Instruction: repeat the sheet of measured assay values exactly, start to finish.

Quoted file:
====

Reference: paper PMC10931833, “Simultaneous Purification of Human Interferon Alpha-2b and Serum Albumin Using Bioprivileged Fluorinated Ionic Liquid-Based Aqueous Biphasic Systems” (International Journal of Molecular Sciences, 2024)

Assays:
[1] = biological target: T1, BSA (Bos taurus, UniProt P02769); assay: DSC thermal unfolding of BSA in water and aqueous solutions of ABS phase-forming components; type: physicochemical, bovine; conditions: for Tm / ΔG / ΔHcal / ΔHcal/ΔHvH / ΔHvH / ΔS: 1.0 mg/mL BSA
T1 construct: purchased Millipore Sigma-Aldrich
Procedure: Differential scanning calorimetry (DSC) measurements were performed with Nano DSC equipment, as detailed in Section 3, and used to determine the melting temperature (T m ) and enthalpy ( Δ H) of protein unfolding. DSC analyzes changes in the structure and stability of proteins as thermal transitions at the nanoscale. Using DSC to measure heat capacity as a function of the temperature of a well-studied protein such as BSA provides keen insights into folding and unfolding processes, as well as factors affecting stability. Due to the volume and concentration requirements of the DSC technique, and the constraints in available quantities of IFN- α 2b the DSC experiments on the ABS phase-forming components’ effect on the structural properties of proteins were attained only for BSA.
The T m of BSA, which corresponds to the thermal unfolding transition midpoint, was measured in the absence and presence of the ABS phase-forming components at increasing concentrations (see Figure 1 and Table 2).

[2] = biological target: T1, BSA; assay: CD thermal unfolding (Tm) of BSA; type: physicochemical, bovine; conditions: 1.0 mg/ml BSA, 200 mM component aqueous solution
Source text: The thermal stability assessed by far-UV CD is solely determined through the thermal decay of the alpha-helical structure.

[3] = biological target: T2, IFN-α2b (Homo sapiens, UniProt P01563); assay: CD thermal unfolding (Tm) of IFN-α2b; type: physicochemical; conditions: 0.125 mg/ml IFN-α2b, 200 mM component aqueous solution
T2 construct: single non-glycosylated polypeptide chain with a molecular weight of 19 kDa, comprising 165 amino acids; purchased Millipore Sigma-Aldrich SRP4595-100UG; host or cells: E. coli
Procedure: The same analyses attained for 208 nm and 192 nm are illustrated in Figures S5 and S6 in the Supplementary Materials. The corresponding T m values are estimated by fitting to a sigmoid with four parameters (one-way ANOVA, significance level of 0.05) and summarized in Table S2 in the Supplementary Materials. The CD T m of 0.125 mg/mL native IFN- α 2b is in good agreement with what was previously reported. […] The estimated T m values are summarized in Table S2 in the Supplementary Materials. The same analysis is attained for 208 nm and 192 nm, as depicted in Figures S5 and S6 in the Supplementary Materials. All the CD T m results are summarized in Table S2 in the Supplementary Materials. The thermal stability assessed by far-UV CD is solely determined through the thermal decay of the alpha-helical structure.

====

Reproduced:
Reference: paper PMC10931833, “Simultaneous Purification of Human Interferon Alpha-2b and Serum Albumin Using Bioprivileged Fluorinated Ionic Liquid-Based Aqueous Biphasic Systems” (International Journal of Molecular Sciences, 2024)

Assays:
[1] = biological target: T1, BSA (Bos taurus, UniProt P02769); assay: DSC thermal unfolding of BSA in water and aqueous solutions of ABS phase-forming components; type: physicochemical, bovine; conditions: for Tm / ΔG / ΔHcal / ΔHcal/ΔHvH / ΔHvH / ΔS: 1.0 mg/mL BSA
T1 construct: purchased Millipore Sigma-Aldrich
Procedure: Differential scanning calorimetry (DSC) measurements were performed with Nano DSC equipment, as detailed in Section 3, and used to determine the melting temperature (T m ) and enthalpy ( Δ H) of protein unfolding. DSC analyzes changes in the structure and stability of proteins as thermal transitions at the nanoscale. Using DSC to measure heat capacity as a function of the temperature of a well-studied protein such as BSA provides keen insights into folding and unfolding processes, as well as factors affecting stability. Due to the volume and concentration requirements of the DSC technique, and the constraints in available quantities of IFN- α 2b the DSC experiments on the ABS phase-forming components’ effect on the structural properties of proteins were attained only for BSA.
The T m of BSA, which corresponds to the thermal unfolding transition midpoint, was measured in the absence and presence of the ABS phase-forming components at increasing concentrations (see Figure 1 and Table 2).

[2] = biological target: T1, BSA; assay: CD thermal unfolding (Tm) of BSA; type: physicochemical, bovine; conditions: 1.0 mg/ml BSA, 200 mM component aqueous solution
Source text: The thermal stability assessed by far-UV CD is solely determined through the thermal decay of the alpha-helical structure.

[3] = biological target: T2, IFN-α2b (Homo sapiens, UniProt P01563); assay: CD thermal unfolding (Tm) of IFN-α2b; type: physicochemical; conditions: 0.125 mg/ml IFN-α2b, 200 mM component aqueous solution
T2 construct: single non-glycosylated polypeptide chain with a molecular weight of 19 kDa, comprising 165 amino acids; purchased Millipore Sigma-Aldrich SRP4595-100UG; host or cells: E. coli
Procedure: The same analyses attained for 208 nm and 192 nm are illustrated in Figures S5 and S6 in the Supplementary Materials. The corresponding T m values are estimated by fitting to a sigmoid with four parameters (one-way ANOVA, significance level of 0.05) and summarized in Table S2 in the Supplementary Materials. The CD T m of 0.125 mg/mL native IFN- α 2b is in good agreement with what was previously reported. […] The estimated T m values are summarized in Table S2 in the Supplementary Materials. The same analysis is attained for 208 nm and 192 nm, as depicted in Figures S5 and S6 in the Supplementary Materials. All the CD T m results are summarized in Table S2 in the Supplementary Materials. The thermal stability assessed by far-UV CD is solely determined through the thermal decay of the alpha-helical structure.